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soybeans with rhizobium shown at the root hair level Nathan Mueller
NODULATED ROOTS: The relationship between soybeans and rhizobium starts at the root hair level. Bacteria attach to the roots in response to an attractant given off by the roots.

Getting bang for your buck with soybean inoculation

Here's a look at what on-farm research shows in Nebraska and across the Midwest.

Temperatures are still cold in Nebraska, but planting time is only a few months away. And as spring approaches, one of the many decisions growers will make is whether to inoculate their soybeans with nitrogen-fixing bacteria.

But first, there are a few things to understand about soybeans, their relationship with rhizobium, and biological nitrogen fixation, says Nathan Mueller, Nebraska Extension cropping systems educator.

"People don't always realize there are two different species of Bradyrhizobium that can form symbiosis with soybeans," Mueller says.

There's Bradyrhizobium japonicum, which usually is the first species to come to mind when it comes to nitrogen-fixing bacteria, and there's Bradyrhizobium elkanii. Fields can have either, or both.

That relationship with rhizobium starts at the root hair level.

"Bacteria attach to soybean roots in response to an attractant given off by the roots, and that compound is usually a flavonoid," Mueller says. "Soybeans start the process with an attractant, and the bacteria respond with a signaling module called a nod factor. That causes the soybean root hair to deform, curl and eventually become a nodule. That initial process, the change in the root hair, is where abiotic stresses are, like high or low pH, or salinity."

And Bradyrhizobium japonicum is long-lived.

"Bradyrhizobium japonicum can survive in soils for over 20 years without soybeans growing in the field," Mueller says. "Once you've inoculated a field and grown soybeans there, you could walk away and then plant it again in 20 years, and it may not be the level you want, but they're fairly long-lived.

"Bacteria aren't that mobile in the soil. Based on one study, from where they've put inoculum or bacteria, 20 years later, they only moved 150 feet. Unless there's soil erosion, the chance of moving that bacteria is pretty slim in the soil."

Through this partnership, soybeans get nitrogen, and bacteria get carbohydrates in return.

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YIELD RESPONSE: This decision tree — created by Nathan Mueller, Nebraska Extension cropping systems educator, and other Nebraska Extension educators and specialists — outlines the probability for a response using an inoculant based on the field's history and current conditions.

However, there's a range in the ratio of how much nitrogen a soybean plant takes up from the soil versus biological nitrogen fixation.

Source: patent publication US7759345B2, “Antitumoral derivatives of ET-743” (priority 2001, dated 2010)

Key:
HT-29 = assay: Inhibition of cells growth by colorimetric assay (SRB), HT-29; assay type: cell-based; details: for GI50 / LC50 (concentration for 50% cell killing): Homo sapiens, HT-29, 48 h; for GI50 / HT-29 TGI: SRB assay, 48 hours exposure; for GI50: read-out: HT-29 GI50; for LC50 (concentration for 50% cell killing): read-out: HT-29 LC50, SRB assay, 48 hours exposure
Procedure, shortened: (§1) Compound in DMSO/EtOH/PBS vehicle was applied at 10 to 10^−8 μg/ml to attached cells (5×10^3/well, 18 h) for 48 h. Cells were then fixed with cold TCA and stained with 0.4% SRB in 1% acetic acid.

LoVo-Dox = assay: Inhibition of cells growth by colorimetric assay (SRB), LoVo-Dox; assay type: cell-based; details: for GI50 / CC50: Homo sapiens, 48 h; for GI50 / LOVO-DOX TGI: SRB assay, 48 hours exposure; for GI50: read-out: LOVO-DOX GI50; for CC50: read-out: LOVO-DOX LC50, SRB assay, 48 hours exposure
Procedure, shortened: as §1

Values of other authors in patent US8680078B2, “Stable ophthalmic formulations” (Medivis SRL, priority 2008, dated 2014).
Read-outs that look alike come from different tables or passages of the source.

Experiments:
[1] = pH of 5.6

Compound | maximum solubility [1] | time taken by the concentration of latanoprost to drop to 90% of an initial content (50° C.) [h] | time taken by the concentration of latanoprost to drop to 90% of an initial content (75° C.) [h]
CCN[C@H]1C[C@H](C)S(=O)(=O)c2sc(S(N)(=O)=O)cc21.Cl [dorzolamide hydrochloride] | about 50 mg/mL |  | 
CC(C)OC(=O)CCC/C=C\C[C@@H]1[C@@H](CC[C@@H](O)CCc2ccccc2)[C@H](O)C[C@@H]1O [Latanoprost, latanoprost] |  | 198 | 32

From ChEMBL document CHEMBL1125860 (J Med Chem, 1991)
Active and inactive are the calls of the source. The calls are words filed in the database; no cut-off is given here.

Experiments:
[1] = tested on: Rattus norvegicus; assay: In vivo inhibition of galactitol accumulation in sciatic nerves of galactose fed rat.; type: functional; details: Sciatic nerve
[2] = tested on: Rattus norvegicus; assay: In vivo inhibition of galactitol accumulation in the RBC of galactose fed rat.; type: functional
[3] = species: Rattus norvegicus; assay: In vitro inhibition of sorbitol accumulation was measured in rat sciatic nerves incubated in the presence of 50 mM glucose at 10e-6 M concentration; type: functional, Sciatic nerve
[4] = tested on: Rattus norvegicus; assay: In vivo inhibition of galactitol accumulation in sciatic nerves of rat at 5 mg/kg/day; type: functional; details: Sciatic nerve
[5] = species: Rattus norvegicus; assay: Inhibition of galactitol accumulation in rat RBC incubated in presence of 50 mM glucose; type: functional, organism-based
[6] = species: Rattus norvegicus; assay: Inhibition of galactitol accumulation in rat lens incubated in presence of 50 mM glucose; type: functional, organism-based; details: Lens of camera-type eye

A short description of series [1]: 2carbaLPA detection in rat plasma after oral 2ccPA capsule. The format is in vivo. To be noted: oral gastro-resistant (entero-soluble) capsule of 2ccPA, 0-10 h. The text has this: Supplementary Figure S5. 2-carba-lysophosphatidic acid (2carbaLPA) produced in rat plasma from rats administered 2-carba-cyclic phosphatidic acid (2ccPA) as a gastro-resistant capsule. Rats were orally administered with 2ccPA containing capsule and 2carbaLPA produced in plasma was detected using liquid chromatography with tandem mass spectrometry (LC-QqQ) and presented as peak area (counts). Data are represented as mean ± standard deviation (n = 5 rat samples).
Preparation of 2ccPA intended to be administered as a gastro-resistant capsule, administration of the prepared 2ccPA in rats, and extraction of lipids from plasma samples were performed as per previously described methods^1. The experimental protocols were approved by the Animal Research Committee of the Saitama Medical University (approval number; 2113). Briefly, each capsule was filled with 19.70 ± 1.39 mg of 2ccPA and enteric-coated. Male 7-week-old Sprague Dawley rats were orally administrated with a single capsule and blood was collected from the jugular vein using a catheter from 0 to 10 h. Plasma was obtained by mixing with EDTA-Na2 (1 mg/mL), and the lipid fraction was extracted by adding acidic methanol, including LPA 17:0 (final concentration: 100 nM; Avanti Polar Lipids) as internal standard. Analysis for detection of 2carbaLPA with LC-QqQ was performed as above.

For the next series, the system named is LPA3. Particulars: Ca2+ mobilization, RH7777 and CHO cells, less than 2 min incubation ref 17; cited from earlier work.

"Ideally, in a good situation, a 70-bushel-per-acre soybean crop needs 330 pounds of nitrogen. It's a lot more than a corn crop," Mueller says. "About 75%, or three quarters, is coming from fixation, and the other 25% is from the soil. However, the opposite end of the range is about 50-50 from each. The key takeaway is, if you need a lot of nitrogen, you can only expect so much from our soil."

With this in mind, Mueller and other Nebraska Extension educators and specialists developed a decision tree, based on on-farm research studies in Nebraska and other Midwestern states, to help producers determine whether there's a high, moderate, low-moderate or low probability of a yield response to inoculation on a given field.

"Farmers don't have a quick test they can use to see, how many Bradyrhizobium japonicum cells do I have in the soil?" Mueller says. "The decision tree asks questions like, when were soybeans planted last? Do you have high or low pH? Was the field flooded recently? It's going over those situations based on experience to determine the probability of a response."

"Where you haven't had any extremes in soil conditions, you've had good yields, good nodulation, and you've had soybeans in the rotation frequently, there's a low probability of response," Mueller adds. "The bulk of the on-farm research studies have been done in those situations. Only 1 out of 18 on-farm studies in Nebraska showed a yield response."

That is, the probability of a yield response in fields with a recent history of soybeans is extremely low unless the field recently was affected by environmental factors such as flooding or erosion. A regional study involving 73 experiments testing 51 inoculation products across the Midwest over eight years — from 2000 to 2008 — showed an average yield response of zero bushels per acre.

"It might cost $1 to $4 per acre, but when the average yield response is next to zero, the data would suggest if you haven't had problems in the past and have good nodulation, you're not going to make that $4 back either," Mueller says.

Of course, some situations have a higher probability of response. These moderate- and high-probability situations typically come after five or more years of continuous corn, after alfalfa, or in land coming out of the Conservation Reserve Program.

High or low pH, as well as high soil salinity, also can decrease survival. In these moderate-probability situations, yield increases of about 2 bushels per acre have been observed in studies in Iowa and Wisconsin.

The highest probability of response comes in places where soybeans have never been grown — in some cases, yield increases of up to 49 bushels per acre have been measured in Nebraska, although more modest increases of 1 to 10 bushels are expected.

"Look at moderate probability fields with high or low pH, or flood-damaged soils," Mueller says. "That's a situation this year where the probability might be higher, or you might have been in continuous corn for a few years, or you've had an alfalfa stand for four or five years."

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